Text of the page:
February 04, 2003

Har Mar Superstar "You Can Feel Me"

When one thinks of white rappers, two images come to mind: Vanilla Ice and Eminem. (If you're older, 3rd Bass, but they were more of a group than individual personalities). Of course, as time goes by, the differences between Eminem and Vanilla Ice grow smaller--when Mr. Mathers makes his live record, the transformation shall be complete. Then there's R&B singing. Michael Bolton comes to mind. Though there's a whole new world of independent rap and hip-hop being born which breaks the racial barrier, the genre is still pretty much thought of as not a white one. If you're a regular reader, you should know that we're not going to waste our time or your time talking about music made by the artists mentioned above. Why should we? Then there's Har Mar Superstar, a very talented man with an excellent singing voice, who simply defies description.

Har Mar Superstar is the "brother" of Sean Na Na's Sean Tillmann. He's an amazing fellow, too--just look at the pictures in the booklet. He's a short, stocky fellow with long hair, a pencil-thin mustache, and one helluva ego. He's not a fighter, he's a LOVER, baby, and he's already loved your girl. The man is totally comfortable with himself, and that makes me feel good, because he's not what you'd expect. Although he's sincere about his music, there's a "joke" atmosphere that is undeniably present. I don't think that Har Mar Superstar is a joke, but the air of humor to be found on You Can Feel Me is as strong as cheap cologne and Swisher Sweets. Just look to his two pals, Dirty Preston and Ric Diculous. It's good to laugh, and you'll certainly have a smile on your face whenever you listen.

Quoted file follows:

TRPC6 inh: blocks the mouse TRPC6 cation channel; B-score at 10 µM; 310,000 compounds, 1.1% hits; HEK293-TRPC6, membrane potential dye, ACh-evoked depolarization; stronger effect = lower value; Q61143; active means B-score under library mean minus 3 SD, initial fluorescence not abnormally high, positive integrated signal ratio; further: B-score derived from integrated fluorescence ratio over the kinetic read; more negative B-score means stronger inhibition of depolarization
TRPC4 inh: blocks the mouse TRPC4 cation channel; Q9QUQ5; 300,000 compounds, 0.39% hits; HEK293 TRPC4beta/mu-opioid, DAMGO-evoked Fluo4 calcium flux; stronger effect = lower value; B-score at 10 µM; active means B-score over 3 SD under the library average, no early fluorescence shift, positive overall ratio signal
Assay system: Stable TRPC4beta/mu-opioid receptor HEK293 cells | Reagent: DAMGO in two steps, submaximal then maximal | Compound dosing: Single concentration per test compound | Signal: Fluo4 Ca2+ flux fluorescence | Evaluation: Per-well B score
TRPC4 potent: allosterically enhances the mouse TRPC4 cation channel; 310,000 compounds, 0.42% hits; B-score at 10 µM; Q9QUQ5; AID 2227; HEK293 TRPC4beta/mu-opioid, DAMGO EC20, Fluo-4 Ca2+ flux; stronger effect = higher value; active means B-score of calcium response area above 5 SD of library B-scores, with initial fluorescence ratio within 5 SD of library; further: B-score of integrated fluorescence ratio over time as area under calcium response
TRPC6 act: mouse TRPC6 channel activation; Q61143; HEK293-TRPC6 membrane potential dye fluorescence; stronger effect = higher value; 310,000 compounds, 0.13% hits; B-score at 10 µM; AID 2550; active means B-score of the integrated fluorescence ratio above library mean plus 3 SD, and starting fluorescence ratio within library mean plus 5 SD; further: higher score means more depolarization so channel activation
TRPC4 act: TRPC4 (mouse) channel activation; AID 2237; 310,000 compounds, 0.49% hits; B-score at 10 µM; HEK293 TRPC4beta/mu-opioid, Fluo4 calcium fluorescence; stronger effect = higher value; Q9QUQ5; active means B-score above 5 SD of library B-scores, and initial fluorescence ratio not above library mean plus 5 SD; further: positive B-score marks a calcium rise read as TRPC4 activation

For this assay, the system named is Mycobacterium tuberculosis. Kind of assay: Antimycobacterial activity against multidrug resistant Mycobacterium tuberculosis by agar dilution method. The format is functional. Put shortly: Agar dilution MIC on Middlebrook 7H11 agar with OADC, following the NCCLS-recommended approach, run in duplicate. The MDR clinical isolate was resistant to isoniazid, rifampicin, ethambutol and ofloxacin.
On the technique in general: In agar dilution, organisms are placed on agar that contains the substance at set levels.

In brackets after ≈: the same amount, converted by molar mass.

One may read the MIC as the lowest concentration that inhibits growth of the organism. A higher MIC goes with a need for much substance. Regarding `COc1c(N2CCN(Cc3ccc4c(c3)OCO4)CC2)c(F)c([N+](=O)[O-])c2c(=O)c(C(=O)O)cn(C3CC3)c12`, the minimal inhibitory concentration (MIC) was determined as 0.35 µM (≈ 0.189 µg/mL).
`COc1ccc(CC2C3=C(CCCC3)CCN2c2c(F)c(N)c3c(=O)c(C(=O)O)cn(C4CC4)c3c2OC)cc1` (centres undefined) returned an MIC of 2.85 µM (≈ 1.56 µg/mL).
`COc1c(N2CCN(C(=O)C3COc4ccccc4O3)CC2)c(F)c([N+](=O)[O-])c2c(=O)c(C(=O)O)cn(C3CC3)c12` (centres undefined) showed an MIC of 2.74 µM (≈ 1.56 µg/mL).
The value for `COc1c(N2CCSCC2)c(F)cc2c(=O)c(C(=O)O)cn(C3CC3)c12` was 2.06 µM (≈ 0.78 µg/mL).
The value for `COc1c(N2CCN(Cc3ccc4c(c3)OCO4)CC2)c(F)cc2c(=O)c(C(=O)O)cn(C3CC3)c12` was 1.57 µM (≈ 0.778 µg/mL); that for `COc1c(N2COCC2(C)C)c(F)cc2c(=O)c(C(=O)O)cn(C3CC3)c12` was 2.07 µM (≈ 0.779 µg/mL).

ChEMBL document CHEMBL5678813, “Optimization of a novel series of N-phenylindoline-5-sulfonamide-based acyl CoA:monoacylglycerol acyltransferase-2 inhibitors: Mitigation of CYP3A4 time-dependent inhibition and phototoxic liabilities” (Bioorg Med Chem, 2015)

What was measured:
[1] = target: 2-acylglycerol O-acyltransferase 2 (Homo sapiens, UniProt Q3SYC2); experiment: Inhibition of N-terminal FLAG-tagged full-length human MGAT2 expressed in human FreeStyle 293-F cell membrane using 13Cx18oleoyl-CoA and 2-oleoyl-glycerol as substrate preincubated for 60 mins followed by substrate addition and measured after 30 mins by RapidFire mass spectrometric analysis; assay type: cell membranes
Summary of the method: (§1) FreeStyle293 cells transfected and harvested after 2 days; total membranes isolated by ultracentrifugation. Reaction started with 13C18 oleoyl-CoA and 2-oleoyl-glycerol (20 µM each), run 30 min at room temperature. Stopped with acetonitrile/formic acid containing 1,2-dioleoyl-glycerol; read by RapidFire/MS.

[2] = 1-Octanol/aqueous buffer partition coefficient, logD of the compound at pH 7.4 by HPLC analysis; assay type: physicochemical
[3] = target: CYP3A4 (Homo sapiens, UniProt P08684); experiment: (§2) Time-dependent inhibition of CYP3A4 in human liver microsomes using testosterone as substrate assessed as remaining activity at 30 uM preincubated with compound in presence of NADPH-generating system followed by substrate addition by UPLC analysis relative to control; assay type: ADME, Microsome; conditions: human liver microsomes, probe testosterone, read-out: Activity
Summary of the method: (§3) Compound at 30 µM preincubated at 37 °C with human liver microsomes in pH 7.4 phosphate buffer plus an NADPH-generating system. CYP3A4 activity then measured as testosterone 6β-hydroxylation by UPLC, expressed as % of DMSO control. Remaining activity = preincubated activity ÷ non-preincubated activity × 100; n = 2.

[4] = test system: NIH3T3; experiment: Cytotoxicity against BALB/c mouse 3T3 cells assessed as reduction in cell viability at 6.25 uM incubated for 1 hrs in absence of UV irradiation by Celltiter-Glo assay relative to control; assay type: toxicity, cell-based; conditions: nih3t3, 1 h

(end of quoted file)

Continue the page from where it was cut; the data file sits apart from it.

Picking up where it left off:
It doesn't hurt Har Mar that he's enlisted some really talented people to help him out. With folks as diverse as the Busy Signals, Broken Spindles, and the Faint contributing beats and rhythms. The Gossip's Beth Ditto makes a cameo appearance on "Power Lunch" and "H.A.R.M.A.R.," and her singing is just AMAZING. You Can Feel Me is a shockingly slick-sounding record, with expert beats and studio polish and a sound that Justin Timberlake would be jealous of. At times, Har Mar ventures from rap and R&B and heads straight into pop territory--such as on "Elephant Walk" and "We Can Be Happy,"--and guess what? He kicks ass at it, too! Sean--whoops, I mean Harold--actually possesses a VERY strong voice, and it's really should not be a shock to see the Har Mar star growing larger.

Were it not for the fact that I believe that Tillmann's appeal seems to be built on absurdity--absuridty of his style, and, unfortunatly, his appearance--I think that he could be a legitimate hit-making pop star. Hell, he should be a pop star. You Can Feel Me certainly makes a case for it, but that whole "humor" aspect seems to weigh any chance of it down. If you ever have the opportunity to see him live, DO IT. He's one helluva performer, and if he ever makes it to Top 40, I'll not only not be surprised, I'll be happy.

--Joseph Kyle

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